This document is about replacing the crate index. You can read about overriding dependencies in the overriding dependencies section of this documentation.
A source is a provider that contains crates that may be included as dependencies for a package. Cargo supports the ability to replace one source with another to express strategies such as:
Vendoring - custom sources can be defined which represent crates on the local filesystem. These sources are subsets of the source that they're replacing and can be checked into packages if necessary.
Mirroring - sources can be replaced with an equivalent version which acts as a cache for crates.io itself.
Cargo has a core assumption about source replacement that the source code is exactly the same from both sources. Note that this also means that a replacement source is not allowed to have crates which are not present in the original source.
As a consequence, source replacement is not appropriate for situations such as
patching a dependency or a private registry. Cargo supports patching
dependencies through the usage of the
[replace] key, and
private registry support is described in Registries.
Configuration of replacement sources is done through
and the full set of available keys are:
# The `source` table is where all keys related to source-replacement # are stored. [source] # Under the `source` table are a number of other tables whose keys are a # name for the relevant source. For example this section defines a new # source, called `my-vendor-source`, which comes from a directory # located at `vendor` relative to the directory containing this `.cargo/config` # file [source.my-vendor-source] directory = "vendor" # The crates.io default source for crates is available under the name # "crates-io", and here we use the `replace-with` key to indicate that it's # replaced with our source above. [source.crates-io] replace-with = "my-vendor-source" # Each source has its own table where the key is the name of the source [source.the-source-name] # Indicate that `the-source-name` will be replaced with `another-source`, # defined elsewhere replace-with = "another-source" # Several kinds of sources can be specified (described in more detail below): registry = "https://example.com/path/to/index" local-registry = "path/to/registry" directory = "path/to/vendor" # Git sources can optionally specify a branch/tag/rev as well git = "https://example.com/path/to/repo" # branch = "master" # tag = "v1.0.1" # rev = "313f44e8"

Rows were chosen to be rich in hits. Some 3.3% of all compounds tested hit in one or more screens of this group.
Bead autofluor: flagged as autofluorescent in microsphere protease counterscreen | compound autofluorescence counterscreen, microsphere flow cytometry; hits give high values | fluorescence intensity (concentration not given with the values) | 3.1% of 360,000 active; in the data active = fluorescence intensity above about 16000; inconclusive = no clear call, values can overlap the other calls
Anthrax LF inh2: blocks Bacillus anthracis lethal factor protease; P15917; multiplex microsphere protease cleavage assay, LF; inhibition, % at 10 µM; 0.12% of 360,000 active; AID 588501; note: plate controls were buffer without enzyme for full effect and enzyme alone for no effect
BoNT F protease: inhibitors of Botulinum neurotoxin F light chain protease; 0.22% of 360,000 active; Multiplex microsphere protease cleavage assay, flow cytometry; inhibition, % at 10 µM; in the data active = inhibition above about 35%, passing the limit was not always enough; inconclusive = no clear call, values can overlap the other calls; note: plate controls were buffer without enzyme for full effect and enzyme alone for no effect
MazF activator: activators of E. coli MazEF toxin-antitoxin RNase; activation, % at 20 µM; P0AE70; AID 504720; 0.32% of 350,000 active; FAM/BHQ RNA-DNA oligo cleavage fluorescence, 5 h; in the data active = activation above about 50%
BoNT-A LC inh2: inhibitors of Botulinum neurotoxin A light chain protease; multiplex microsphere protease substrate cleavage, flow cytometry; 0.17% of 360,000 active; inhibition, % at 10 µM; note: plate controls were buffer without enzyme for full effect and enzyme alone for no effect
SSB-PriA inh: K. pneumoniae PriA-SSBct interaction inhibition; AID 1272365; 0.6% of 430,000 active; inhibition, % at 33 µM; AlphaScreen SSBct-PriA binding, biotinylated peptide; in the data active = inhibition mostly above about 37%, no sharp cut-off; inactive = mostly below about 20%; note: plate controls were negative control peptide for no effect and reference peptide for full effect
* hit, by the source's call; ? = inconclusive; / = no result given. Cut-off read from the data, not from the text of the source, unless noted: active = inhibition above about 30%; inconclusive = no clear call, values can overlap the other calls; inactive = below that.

A "registry source" is one that is the same as crates.io itself. That is, it has an index served in a git repository which matches the format of the crates.io index. That repository then has configuration indicating where to download crates from.
Currently there is not an already-available project for setting up a mirror of crates.io. Stay tuned though!
Local Registry Sources
A "local registry source" is intended to be a subset of another registry
source, but available on the local filesystem (aka vendoring). Local registries
are downloaded ahead of time, typically sync'd with a
Cargo.lock, and are
made up of a set of
*.crate files and an index like the normal registry is.
Local registries are contained within one directory and contain a number of
*.crate files downloaded from crates.io as well as an
index directory with
the same format as the crates.io-index project (populated with just entries for
the crates that are present).
A "directory source" is similar to a local registry source where it contains a
number of crates available on the local filesystem, suitable for vendoring
dependencies. Also like local registries, directory sources can primarily be
managed by an external subcommand,
available on crates.io and can be
cargo install cargo-vendor.
Directory sources are distinct from local registries though in that they contain
the unpacked version of
*.crate files, making it more suitable in some
situations to check everything into source control. A directory source is just a
directory containing a number of other directories which contain the source code
for crates (the unpacked version of
*.crate files). Currently no restriction
is placed on the name of each directory.
Each crate in a directory source also has an associated metadata file indicating the checksum of each file in the crate to protect against accidental modifications.